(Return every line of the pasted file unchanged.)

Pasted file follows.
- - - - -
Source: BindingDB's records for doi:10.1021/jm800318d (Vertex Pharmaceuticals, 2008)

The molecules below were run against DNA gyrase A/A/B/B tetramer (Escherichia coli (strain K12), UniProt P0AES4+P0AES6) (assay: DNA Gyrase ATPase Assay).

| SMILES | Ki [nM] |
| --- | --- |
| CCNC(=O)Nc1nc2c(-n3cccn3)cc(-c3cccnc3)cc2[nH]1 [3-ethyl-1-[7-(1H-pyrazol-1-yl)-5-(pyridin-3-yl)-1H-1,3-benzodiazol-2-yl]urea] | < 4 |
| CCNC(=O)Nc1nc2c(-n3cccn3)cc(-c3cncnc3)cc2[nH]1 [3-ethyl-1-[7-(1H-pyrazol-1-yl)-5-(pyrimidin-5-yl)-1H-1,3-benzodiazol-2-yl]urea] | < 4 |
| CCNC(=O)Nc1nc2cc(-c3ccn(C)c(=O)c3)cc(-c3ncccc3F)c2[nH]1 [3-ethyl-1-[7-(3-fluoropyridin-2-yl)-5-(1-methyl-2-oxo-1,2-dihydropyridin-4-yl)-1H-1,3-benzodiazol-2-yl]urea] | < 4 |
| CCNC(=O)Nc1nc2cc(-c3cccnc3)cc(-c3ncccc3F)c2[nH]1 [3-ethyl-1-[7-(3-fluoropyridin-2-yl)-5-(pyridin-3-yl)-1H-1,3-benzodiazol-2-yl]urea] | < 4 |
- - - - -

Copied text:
Source: BindingDB's records for doi:10.1021/jm800318d (Vertex Pharmaceuticals, 2008)

The molecules below were run against DNA gyrase A/A/B/B tetramer (Escherichia coli (strain K12), UniProt P0AES4+P0AES6) (assay: DNA Gyrase ATPase Assay).

| SMILES | Ki [nM] |
| --- | --- |
| CCNC(=O)Nc1nc2c(-n3cccn3)cc(-c3cccnc3)cc2[nH]1 [3-ethyl-1-[7-(1H-pyrazol-1-yl)-5-(pyridin-3-yl)-1H-1,3-benzodiazol-2-yl]urea] | < 4 |
| CCNC(=O)Nc1nc2c(-n3cccn3)cc(-c3cncnc3)cc2[nH]1 [3-ethyl-1-[7-(1H-pyrazol-1-yl)-5-(pyrimidin-5-yl)-1H-1,3-benzodiazol-2-yl]urea] | < 4 |
| CCNC(=O)Nc1nc2cc(-c3ccn(C)c(=O)c3)cc(-c3ncccc3F)c2[nH]1 [3-ethyl-1-[7-(3-fluoropyridin-2-yl)-5-(1-methyl-2-oxo-1,2-dihydropyridin-4-yl)-1H-1,3-benzodiazol-2-yl]urea] | < 4 |
| CCNC(=O)Nc1nc2cc(-c3cccnc3)cc(-c3ncccc3F)c2[nH]1 [3-ethyl-1-[7-(3-fluoropyridin-2-yl)-5-(pyridin-3-yl)-1H-1,3-benzodiazol-2-yl]urea] | < 4 |